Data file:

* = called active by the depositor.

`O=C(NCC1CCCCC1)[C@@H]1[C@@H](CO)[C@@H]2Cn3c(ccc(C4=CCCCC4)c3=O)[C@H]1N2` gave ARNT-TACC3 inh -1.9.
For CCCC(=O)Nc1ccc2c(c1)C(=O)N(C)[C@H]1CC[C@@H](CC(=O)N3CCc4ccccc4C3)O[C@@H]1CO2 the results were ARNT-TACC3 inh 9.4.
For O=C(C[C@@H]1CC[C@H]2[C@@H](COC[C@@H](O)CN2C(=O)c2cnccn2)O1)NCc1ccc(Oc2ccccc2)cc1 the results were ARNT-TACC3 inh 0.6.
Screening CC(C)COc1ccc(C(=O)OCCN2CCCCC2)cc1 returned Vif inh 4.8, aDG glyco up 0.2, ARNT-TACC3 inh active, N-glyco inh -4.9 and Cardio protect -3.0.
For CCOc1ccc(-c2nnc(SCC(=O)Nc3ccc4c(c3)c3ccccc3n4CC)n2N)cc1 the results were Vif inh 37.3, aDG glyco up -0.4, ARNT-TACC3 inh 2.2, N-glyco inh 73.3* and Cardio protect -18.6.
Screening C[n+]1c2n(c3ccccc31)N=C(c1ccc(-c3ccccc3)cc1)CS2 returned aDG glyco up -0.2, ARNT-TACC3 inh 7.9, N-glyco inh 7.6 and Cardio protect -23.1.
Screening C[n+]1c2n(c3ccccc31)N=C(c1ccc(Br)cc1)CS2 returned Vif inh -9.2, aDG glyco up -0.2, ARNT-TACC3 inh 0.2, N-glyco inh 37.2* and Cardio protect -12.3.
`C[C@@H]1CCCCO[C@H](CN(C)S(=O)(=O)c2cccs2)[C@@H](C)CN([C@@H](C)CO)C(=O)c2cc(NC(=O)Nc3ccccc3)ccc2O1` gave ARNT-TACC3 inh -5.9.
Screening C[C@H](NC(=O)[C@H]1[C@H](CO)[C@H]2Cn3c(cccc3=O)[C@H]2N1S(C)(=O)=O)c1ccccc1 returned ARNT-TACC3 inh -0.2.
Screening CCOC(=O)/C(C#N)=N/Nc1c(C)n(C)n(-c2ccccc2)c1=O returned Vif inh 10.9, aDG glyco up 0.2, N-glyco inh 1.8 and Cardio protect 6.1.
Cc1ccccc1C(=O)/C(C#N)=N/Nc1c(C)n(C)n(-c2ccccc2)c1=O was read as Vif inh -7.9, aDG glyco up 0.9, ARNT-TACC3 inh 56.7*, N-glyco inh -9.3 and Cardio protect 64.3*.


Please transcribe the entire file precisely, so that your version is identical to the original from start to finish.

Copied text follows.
* = called active by the depositor.

`O=C(NCC1CCCCC1)[C@@H]1[C@@H](CO)[C@@H]2Cn3c(ccc(C4=CCCCC4)c3=O)[C@H]1N2` gave ARNT-TACC3 inh -1.9.
For CCCC(=O)Nc1ccc2c(c1)C(=O)N(C)[C@H]1CC[C@@H](CC(=O)N3CCc4ccccc4C3)O[C@@H]1CO2 the results were ARNT-TACC3 inh 9.4.
For O=C(C[C@@H]1CC[C@H]2[C@@H](COC[C@@H](O)CN2C(=O)c2cnccn2)O1)NCc1ccc(Oc2ccccc2)cc1 the results were ARNT-TACC3 inh 0.6.
Screening CC(C)COc1ccc(C(=O)OCCN2CCCCC2)cc1 returned Vif inh 4.8, aDG glyco up 0.2, ARNT-TACC3 inh active, N-glyco inh -4.9 and Cardio protect -3.0.
For CCOc1ccc(-c2nnc(SCC(=O)Nc3ccc4c(c3)c3ccccc3n4CC)n2N)cc1 the results were Vif inh 37.3, aDG glyco up -0.4, ARNT-TACC3 inh 2.2, N-glyco inh 73.3* and Cardio protect -18.6.
Screening C[n+]1c2n(c3ccccc31)N=C(c1ccc(-c3ccccc3)cc1)CS2 returned aDG glyco up -0.2, ARNT-TACC3 inh 7.9, N-glyco inh 7.6 and Cardio protect -23.1.
Screening C[n+]1c2n(c3ccccc31)N=C(c1ccc(Br)cc1)CS2 returned Vif inh -9.2, aDG glyco up -0.2, ARNT-TACC3 inh 0.2, N-glyco inh 37.2* and Cardio protect -12.3.
`C[C@@H]1CCCCO[C@H](CN(C)S(=O)(=O)c2cccs2)[C@@H](C)CN([C@@H](C)CO)C(=O)c2cc(NC(=O)Nc3ccccc3)ccc2O1` gave ARNT-TACC3 inh -5.9.
Screening C[C@H](NC(=O)[C@H]1[C@H](CO)[C@H]2Cn3c(cccc3=O)[C@H]2N1S(C)(=O)=O)c1ccccc1 returned ARNT-TACC3 inh -0.2.
Screening CCOC(=O)/C(C#N)=N/Nc1c(C)n(C)n(-c2ccccc2)c1=O returned Vif inh 10.9, aDG glyco up 0.2, N-glyco inh 1.8 and Cardio protect 6.1.
Cc1ccccc1C(=O)/C(C#N)=N/Nc1c(C)n(C)n(-c2ccccc2)c1=O was read as Vif inh -7.9, aDG glyco up 0.9, ARNT-TACC3 inh 56.7*, N-glyco inh -9.3 and Cardio protect 64.3*.